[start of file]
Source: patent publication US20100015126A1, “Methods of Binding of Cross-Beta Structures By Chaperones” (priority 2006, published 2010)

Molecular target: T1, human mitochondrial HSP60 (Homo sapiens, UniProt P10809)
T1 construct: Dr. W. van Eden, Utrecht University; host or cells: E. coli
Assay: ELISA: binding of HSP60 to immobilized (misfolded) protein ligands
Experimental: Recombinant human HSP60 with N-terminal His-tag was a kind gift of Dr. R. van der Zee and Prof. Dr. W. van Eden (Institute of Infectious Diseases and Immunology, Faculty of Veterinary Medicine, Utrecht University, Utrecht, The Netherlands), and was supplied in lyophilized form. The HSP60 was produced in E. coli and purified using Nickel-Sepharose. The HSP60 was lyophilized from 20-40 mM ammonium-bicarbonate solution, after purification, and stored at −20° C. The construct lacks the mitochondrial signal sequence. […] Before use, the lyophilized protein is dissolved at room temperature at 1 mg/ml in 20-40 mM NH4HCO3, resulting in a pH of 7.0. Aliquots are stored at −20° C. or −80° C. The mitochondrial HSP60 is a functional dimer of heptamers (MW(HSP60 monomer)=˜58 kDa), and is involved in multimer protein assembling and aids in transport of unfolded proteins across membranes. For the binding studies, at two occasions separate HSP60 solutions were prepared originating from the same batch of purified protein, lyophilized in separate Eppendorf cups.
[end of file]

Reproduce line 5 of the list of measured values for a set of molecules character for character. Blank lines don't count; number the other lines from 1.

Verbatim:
Experimental: Recombinant human HSP60 with N-terminal His-tag was a kind gift of Dr. R. van der Zee and Prof. Dr. W. van Eden (Institute of Infectious Diseases and Immunology, Faculty of Veterinary Medicine, Utrecht University, Utrecht, The Netherlands), and was supplied in lyophilized form. The HSP60 was produced in E. coli and purified using Nickel-Sepharose. The HSP60 was lyophilized from 20-40 mM ammonium-bicarbonate solution, after purification, and stored at −20° C. The construct lacks the mitochondrial signal sequence. […] Before use, the lyophilized protein is dissolved at room temperature at 1 mg/ml in 20-40 mM NH4HCO3, resulting in a pH of 7.0. Aliquots are stored at −20° C. or −80° C. The mitochondrial HSP60 is a functional dimer of heptamers (MW(HSP60 monomer)=˜58 kDa), and is involved in multimer protein assembling and aids in transport of unfolded proteins across membranes. For the binding studies, at two occasions separate HSP60 solutions were prepared originating from the same batch of purified protein, lyophilized in separate Eppendorf cups.